Each winter, Scandinavians survive some of the darkest, coldest days on earth.
Winter in Scandinavia – a European subregion that typically includes Denmark, Norway, and Sweden – often lasts from November through April. The region sees two feet or more of snow each season, and temperatures easily dip below 0 degrees Fahrenheit, particularly as you get closer to the Artic Circle.
But these countries regularly rank as some of the happiest in the world.
What’s the Scandinavian secret to surviving long, cold, dark winters and still staying happy?
Hygge (pronounced who-guh) reminds people to celebrate living, seek out simple pleasures, and find comfort in connecting with others.
Living the hygge way can mean spending time snuggled up with friends around a roaring fire while laughing and sharing stories late into the night. Or it can mean enjoying a simple, homemade soup with your family, in a candle-lit room brimming with happy conversation.
But for many folks in cold-winter climates around the world, it’s difficult to muster any hygge…
Depression, lethargy, and sleep disruptions can overshadow someone’s outlook during winter. And in the U.S., one in five adults experiences a significant mood change once winter rolls in.
This change is known as either seasonal affective disorder (“SAD”), or as the less severe winter blues.
When the daylight hours are few, we naturally want to sleep more. Sunlight regulates the quantity and timing at which our brains produce the sleep hormone melatonin.
When the sun sets, our bodies start naturally producing melatonin to prime us for bedtime. Melatonin levels typically peak around three or four in the morning to keep us asleep while we’re dreaming. Then levels gradually decrease, preparing us to naturally wake up around the time the sun is rising again.
But in the winter, many of us wake up for work before the sun rises and arrive home after the sun has already set. And when we get home, we still need to make dinner, spend time with our loved ones, and decompress before we can put the day to rest… all in the dark of night.
Often our busy lives get even busier during this time of year. Making travel plans, doing some holiday shopping, cooking, sleeping in different beds, and being around people we haven’t seen in a while get stacked on top of all the other typical demands on our time.
Add to this the colds and flus we all get this time of year, and you’ve got the perfect recipe for stress or worse.
Luckily, we can interrupt a lot of these negative feelings, reduce stress, and fight those winter blues…
Our brains make four hormones that directly impact our levels of happiness. They’re known as the “happy hormones.”
When our happy-hormone levels are too low, our mood suffers and our bodies can’t function well. So, when we’re feeling down, we can help pick ourselves back up and change our brain chemistry by encouraging the production and release of these four chemicals…
Dopamine – Dopamine is a chemical messenger for neurons (called a neurotransmitter) that is made in the brain and released when you’re expecting a reward. Dopamine contributes to feelings of alertness, focus, motivation, and happiness. A flood of dopamine can even make you feel euphoric.
Yoga is an easy way to increase our dopamine levels. A 2014 study measured the blood levels of dopamine in 104 men aged 20 to 50 before and after three months of completing a daily one-hour yoga practice. A significant increase in dopamine was detected in the participants aged 20 to 39 after three months of practicing yoga.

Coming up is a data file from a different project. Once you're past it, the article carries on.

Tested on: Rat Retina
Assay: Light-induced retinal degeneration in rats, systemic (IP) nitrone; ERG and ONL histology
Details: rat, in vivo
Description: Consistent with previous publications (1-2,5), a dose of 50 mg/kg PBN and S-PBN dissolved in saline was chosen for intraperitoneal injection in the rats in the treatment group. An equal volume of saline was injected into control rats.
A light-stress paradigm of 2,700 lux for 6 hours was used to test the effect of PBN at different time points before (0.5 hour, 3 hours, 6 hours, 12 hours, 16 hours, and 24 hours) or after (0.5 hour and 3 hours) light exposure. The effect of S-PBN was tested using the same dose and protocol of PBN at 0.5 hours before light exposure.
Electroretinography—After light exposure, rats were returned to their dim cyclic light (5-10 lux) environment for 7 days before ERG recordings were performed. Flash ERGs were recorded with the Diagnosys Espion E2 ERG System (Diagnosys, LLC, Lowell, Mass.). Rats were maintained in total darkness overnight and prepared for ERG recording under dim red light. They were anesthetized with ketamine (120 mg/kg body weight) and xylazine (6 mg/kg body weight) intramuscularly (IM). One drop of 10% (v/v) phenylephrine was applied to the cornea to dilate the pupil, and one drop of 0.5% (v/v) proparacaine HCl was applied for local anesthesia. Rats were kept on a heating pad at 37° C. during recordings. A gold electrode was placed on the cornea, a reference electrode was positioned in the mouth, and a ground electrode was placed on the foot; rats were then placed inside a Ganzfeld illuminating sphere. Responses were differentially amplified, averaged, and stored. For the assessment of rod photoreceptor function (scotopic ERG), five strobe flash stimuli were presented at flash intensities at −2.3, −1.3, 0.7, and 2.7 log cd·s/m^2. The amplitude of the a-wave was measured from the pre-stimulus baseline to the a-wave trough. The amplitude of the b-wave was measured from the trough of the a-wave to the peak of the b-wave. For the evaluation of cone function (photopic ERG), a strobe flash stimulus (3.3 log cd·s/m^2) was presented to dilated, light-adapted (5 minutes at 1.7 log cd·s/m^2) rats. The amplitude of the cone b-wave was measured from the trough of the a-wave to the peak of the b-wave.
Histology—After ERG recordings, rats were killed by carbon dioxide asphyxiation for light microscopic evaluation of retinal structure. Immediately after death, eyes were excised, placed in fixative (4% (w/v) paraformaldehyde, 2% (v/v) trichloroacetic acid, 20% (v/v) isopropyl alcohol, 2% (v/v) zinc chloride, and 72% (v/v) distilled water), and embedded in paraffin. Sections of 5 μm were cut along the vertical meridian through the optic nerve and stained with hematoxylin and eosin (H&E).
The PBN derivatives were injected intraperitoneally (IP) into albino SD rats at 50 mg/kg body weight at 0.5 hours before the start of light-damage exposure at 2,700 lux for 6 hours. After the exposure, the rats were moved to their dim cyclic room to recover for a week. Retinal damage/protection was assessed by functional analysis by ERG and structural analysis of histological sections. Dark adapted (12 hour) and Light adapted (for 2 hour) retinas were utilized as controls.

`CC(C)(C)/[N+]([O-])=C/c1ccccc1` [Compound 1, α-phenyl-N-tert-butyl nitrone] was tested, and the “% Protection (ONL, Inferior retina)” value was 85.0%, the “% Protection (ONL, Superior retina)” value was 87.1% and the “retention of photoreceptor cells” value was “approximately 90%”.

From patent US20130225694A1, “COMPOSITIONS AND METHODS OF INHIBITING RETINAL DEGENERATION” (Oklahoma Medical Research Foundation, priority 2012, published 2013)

Serotonin – Serotonin plays a huge role throughout the brain and body. It helps regulate our mood and promote feelings of well-being. It also influences our sleeping, eating, and digesting processes. Studies show we can naturally balance our serotonin levels by thinking positively, getting sunlight, and exercising. Even when it’s cold outside, I like to go for a 20-minute walk when the sun is high in the sky.
Oxytocin – Oxytocin is released when you physically and emotionally connect with the people you care about. It strengthens the bonds between people, plus boosts our happiness by producing feelings of love, trust, and security. We naturally boost our oxytocin levels when we do things like spend time with friends, meditate, and have sex.
According to a 2015 study from the Society for Personality and Social Psychology, couples who have sex at least once a week reported higher levels of happiness. That’s largely due to the increase in oxytocin that sex triggers.
Endorphins – Endorphins are considered the body’s natural pain relievers. They help us cope with pain and stress by suppressing the pain receptors in the brain and activating the brain’s pleasure receptors. Endorphins get released when we move our bodies, so they play a role in why exercising makes us feel good.
And you don’t have to exercise too hard or even work up a sweat. Lots of studies over the years show that moving, even if you’re simply working in your garden, increases your endorphin levels.
So, make sure you get up and get moving every day to increase your happy hormones and stop those winter blues.
On Thursday, we’ll share more tips for fighting depression this time of year. But in the meantime, we’d love to hear how you keep your mind and body healthy during the cold winter months. Share your tips with us at [email protected].
What We’re Reading…
- The Danish obsession with getting cozy.
- Interested in light therapy? Try this top-rated Verilux lamp.
- Something different: Brilliant photos of snow-covered U.S. national parks.
Here’s to our health, wealth, and a great retirement,
Dr. David Eifrig and the Health & Wealth Bulletin Research Team
December 14, 2021